Flat broke


When construction companies go bust, it’s often the workers who take the financial hit. That’s why contractors must take measures to protect themselves well before their employer goes into administration.

By Shane Conroy


The COVID-19 period has been a complete nightmare for the construction industry. Extended lockdowns saw construction projects grind to a halt across the country, and supply chain disruptions and material shortages made the return to work far from ideal.

So it probably didn’t surprise many in the industry when previously strong construction companies began to fall one by one. Developer Privium Homes went into administration in November 2021 with alleged debts to contractors, suppliers and other creditors nearing $43 million.

Queensland building company BA Murphy also saw out 2021 in liquidation. Media reports claim the company owes 550 creditors more than $10.8 million. Then major construction company Probuild rocked the industry when it went into administration in early 2022.

The construction giant went from raking in approximately $1.4 billion per year to financial ruin with around 2300 creditors claiming the construction giant owes them money.

It’s enough to quicken the pulse of every hardworking contractor who expects to receive a fair day’s pay for a fair day’s work. But the harsh truth is that when the big boys go bust, the financial pain is often felt throughout the supply chain—and that includes the thousands of contractors who have not been paid for their work.



David McKellar, director of Melbourne based Allied Business Accountants, says it’s critical for contractors to understand they have limited options once their employer goes into administration.

“The administrator takes over legal responsibility for the company from the day it goes into administration,” he says. “They will contact all the creditors, and you’ll likely be asked to complete a ‘proof of debt’ form. You may be asked to supply your unpaid invoices and any timesheets or other proof of work documentation you have.”

The administrators will then reconcile the company’s debts, and may call in the liquidators to sell off the company’s assets in order to pay its creditors. But don’t expect to see all—or any—of the money you’re owed.

“This can be a long process,” McKellar explains. “The administrators may decide to finish current projects so they can be sold off to pay creditors. There may also be court proceedings taken against directors in order to recover their personal assets. This can take years.”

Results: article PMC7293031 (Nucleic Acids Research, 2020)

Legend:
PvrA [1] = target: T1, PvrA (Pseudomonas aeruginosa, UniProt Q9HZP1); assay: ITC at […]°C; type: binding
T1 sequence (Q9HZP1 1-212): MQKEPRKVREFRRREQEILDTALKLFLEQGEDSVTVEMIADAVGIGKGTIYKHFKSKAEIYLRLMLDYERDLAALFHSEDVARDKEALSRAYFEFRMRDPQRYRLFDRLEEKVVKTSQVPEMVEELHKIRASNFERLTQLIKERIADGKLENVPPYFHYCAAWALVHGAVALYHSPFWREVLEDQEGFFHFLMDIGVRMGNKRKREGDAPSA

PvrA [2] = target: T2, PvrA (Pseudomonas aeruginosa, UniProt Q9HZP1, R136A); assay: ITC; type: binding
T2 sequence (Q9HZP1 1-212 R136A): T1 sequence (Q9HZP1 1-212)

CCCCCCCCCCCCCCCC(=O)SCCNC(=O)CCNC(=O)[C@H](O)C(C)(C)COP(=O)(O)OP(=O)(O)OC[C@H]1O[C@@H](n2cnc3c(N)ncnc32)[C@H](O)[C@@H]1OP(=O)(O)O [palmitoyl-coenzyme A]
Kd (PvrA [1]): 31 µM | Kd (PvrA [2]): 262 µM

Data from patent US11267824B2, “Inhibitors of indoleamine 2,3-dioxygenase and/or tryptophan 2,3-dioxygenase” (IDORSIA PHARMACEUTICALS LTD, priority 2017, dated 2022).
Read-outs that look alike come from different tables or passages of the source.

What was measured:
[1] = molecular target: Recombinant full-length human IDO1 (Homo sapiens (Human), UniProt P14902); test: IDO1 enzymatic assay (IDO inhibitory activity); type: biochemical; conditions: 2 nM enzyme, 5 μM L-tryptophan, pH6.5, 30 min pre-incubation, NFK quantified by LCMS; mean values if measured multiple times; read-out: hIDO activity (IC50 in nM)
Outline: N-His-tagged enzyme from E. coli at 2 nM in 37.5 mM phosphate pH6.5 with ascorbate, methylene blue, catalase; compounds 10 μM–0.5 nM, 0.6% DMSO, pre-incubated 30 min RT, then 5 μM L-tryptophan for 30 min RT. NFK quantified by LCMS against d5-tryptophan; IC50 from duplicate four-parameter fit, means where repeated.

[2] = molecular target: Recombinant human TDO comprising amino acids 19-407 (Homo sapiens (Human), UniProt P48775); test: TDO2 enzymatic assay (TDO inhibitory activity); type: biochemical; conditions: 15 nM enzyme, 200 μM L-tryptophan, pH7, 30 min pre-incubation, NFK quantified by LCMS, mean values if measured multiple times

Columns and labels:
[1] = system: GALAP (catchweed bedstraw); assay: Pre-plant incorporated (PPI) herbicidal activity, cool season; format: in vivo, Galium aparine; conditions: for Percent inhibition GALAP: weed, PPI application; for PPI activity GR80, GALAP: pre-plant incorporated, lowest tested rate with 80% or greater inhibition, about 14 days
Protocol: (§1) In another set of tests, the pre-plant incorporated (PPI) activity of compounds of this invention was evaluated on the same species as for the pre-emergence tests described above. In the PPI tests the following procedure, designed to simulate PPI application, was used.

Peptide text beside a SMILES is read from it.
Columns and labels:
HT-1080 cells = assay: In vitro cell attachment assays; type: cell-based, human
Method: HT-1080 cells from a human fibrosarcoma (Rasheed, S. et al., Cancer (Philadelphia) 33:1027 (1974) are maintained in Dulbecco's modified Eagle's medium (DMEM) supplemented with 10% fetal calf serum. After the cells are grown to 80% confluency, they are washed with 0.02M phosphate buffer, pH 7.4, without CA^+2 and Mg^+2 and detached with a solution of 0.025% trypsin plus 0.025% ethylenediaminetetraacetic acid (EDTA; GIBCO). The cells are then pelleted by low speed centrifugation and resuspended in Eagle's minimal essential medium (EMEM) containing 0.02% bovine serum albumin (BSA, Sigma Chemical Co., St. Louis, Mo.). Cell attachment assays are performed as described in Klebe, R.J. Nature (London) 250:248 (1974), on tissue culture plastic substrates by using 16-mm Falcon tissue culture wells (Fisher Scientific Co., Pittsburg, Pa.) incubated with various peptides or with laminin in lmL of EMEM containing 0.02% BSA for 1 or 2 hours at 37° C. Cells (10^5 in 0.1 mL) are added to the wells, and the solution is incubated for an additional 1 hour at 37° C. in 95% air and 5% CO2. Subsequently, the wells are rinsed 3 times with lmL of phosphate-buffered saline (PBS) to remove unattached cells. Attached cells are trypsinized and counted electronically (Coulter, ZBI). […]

Secured creditors—typically lenders like banks and equipment finance companies—are paid first, then employee entitlements such as unpaid superannuation are prioritised. Contractors tend to come last.

“Contractors are pooled together as unsecured creditors, and any remaining funds from the sold assets will be split amongst this group,” says McKellar. “You might get 50 cents on the dollar, or you might get nothing. At this point, the matter is considered concluded. There’s nothing more you can do.”



That’s why it’s critical for contractors to act well before the construction company goes into administration. McKellar advises his clients to put contractor agreements in place before they begin work that state not only your payment rates, but also your payment terms.

“I’d always advise seven-day payment terms, but knowing the construction industry, they’ll often want 30-day terms,” says McKellar. “Either way, you need to invoice regularly and stay on top of any late payments. You’re essentially giving them unsecured credit, so don’t let them accrue any more money than you’re prepared to lose.”

When it comes to late payments, it’s often the squeaky wheel that gets the grease. McKellar says to frequently chase up overdue payments—whether that’s via automated reminders from your accounting software, emails and phone calls to accounts departments, or speaking with the onsite builder.

“If that fails, it might be time to consider starting debt collection proceedings,” says McKellar. “Obviously that will make it difficult for you to continue your relationship with the company. But once they exceed the debt threshold you’ve set, debt collection will be your best chance of getting them to prioritise paying you.”



McKellar says that even starting debt collection proceedings is unlikely to improve your chances of getting paid if the company goes into administration.

“You’ll still be an unsecured creditor, so again there’s not much you can do once they’ve gone into administration. It’s really about managing risk. You need to be clear on how much you’re prepared to lose, and know when to walk away.”

Looking for early indications that the company might be struggling can help you identify when it’s time to go. Suppliers moving to a cash-on-delivery arrangement or refusing to unload before they are paid could be a sign that the company is falling behind on its bills.

“Contractors are in high demand at the moment, so it’s important to know when it’s time to cut your losses—particularly if you can walk into another job,” McKellar says. “Remember that once the company goes into administration, typically not much goes back to unsecured creditors.

“It’s important to recognise that you face more risk as a contractor, so get out early if you can.”